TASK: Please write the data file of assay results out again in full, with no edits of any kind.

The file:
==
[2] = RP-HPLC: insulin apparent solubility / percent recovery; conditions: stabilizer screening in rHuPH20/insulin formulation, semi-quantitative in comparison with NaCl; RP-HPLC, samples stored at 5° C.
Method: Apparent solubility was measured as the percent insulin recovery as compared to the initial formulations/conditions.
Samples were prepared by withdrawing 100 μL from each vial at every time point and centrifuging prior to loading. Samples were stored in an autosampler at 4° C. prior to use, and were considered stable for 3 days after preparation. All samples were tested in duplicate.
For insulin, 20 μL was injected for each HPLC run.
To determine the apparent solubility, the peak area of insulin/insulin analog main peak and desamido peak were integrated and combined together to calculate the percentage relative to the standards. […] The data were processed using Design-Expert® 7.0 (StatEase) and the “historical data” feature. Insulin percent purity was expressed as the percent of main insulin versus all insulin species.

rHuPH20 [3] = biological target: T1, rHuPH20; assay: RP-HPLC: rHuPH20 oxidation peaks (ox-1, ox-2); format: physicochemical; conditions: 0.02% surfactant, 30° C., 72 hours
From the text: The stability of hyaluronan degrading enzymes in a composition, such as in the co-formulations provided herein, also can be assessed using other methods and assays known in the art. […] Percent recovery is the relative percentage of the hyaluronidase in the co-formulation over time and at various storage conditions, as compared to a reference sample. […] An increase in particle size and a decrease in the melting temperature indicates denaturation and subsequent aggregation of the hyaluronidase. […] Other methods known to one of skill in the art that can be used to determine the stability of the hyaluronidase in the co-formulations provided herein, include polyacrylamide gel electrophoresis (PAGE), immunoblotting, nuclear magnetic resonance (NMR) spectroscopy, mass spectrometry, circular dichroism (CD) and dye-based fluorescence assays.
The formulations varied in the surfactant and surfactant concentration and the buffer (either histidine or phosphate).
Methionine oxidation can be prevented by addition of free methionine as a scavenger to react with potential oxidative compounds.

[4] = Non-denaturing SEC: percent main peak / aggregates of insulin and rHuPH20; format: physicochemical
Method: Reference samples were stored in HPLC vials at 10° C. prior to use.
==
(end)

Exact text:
[2] = RP-HPLC: insulin apparent solubility / percent recovery; conditions: stabilizer screening in rHuPH20/insulin formulation, semi-quantitative in comparison with NaCl; RP-HPLC, samples stored at 5° C.
Method: Apparent solubility was measured as the percent insulin recovery as compared to the initial formulations/conditions.
Samples were prepared by withdrawing 100 μL from each vial at every time point and centrifuging prior to loading. Samples were stored in an autosampler at 4° C. prior to use, and were considered stable for 3 days after preparation. All samples were tested in duplicate.
For insulin, 20 μL was injected for each HPLC run.
To determine the apparent solubility, the peak area of insulin/insulin analog main peak and desamido peak were integrated and combined together to calculate the percentage relative to the standards. […] The data were processed using Design-Expert® 7.0 (StatEase) and the “historical data” feature. Insulin percent purity was expressed as the percent of main insulin versus all insulin species.

rHuPH20 [3] = biological target: T1, rHuPH20; assay: RP-HPLC: rHuPH20 oxidation peaks (ox-1, ox-2); format: physicochemical; conditions: 0.02% surfactant, 30° C., 72 hours
From the text: The stability of hyaluronan degrading enzymes in a composition, such as in the co-formulations provided herein, also can be assessed using other methods and assays known in the art. […] Percent recovery is the relative percentage of the hyaluronidase in the co-formulation over time and at various storage conditions, as compared to a reference sample. […] An increase in particle size and a decrease in the melting temperature indicates denaturation and subsequent aggregation of the hyaluronidase. […] Other methods known to one of skill in the art that can be used to determine the stability of the hyaluronidase in the co-formulations provided herein, include polyacrylamide gel electrophoresis (PAGE), immunoblotting, nuclear magnetic resonance (NMR) spectroscopy, mass spectrometry, circular dichroism (CD) and dye-based fluorescence assays.
The formulations varied in the surfactant and surfactant concentration and the buffer (either histidine or phosphate).
Methionine oxidation can be prevented by addition of free methionine as a scavenger to react with potential oxidative compounds.

[4] = Non-denaturing SEC: percent main peak / aggregates of insulin and rHuPH20; format: physicochemical
Method: Reference samples were stored in HPLC vials at 10° C. prior to use.